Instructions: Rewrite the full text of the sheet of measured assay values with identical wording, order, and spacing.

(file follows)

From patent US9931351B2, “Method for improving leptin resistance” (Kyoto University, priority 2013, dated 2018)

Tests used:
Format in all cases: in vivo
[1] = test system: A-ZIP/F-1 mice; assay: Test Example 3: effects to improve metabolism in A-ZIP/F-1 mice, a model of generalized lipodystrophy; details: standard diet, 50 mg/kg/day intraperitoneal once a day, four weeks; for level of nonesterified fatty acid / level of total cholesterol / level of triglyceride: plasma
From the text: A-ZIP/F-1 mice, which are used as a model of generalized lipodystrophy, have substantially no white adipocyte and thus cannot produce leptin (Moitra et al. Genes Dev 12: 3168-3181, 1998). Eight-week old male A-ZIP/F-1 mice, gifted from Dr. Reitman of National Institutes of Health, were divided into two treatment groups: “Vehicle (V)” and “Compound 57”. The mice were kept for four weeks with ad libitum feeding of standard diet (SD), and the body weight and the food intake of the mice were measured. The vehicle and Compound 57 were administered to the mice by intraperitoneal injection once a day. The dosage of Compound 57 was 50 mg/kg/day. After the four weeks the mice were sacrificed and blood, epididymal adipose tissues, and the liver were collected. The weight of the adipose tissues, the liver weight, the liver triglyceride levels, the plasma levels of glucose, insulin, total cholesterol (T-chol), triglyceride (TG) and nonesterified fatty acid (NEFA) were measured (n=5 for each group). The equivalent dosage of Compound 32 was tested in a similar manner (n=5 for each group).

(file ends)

From patent US9931351B2, “Method for improving leptin resistance” (Kyoto University, priority 2013, dated 2018)

Tests used:
Format in all cases: in vivo
[1] = test system: A-ZIP/F-1 mice; assay: Test Example 3: effects to improve metabolism in A-ZIP/F-1 mice, a model of generalized lipodystrophy; details: standard diet, 50 mg/kg/day intraperitoneal once a day, four weeks; for level of nonesterified fatty acid / level of total cholesterol / level of triglyceride: plasma
From the text: A-ZIP/F-1 mice, which are used as a model of generalized lipodystrophy, have substantially no white adipocyte and thus cannot produce leptin (Moitra et al. Genes Dev 12: 3168-3181, 1998). Eight-week old male A-ZIP/F-1 mice, gifted from Dr. Reitman of National Institutes of Health, were divided into two treatment groups: “Vehicle (V)” and “Compound 57”. The mice were kept for four weeks with ad libitum feeding of standard diet (SD), and the body weight and the food intake of the mice were measured. The vehicle and Compound 57 were administered to the mice by intraperitoneal injection once a day. The dosage of Compound 57 was 50 mg/kg/day. After the four weeks the mice were sacrificed and blood, epididymal adipose tissues, and the liver were collected. The weight of the adipose tissues, the liver weight, the liver triglyceride levels, the plasma levels of glucose, insulin, total cholesterol (T-chol), triglyceride (TG) and nonesterified fatty acid (NEFA) were measured (n=5 for each group). The equivalent dosage of Compound 32 was tested in a similar manner (n=5 for each group).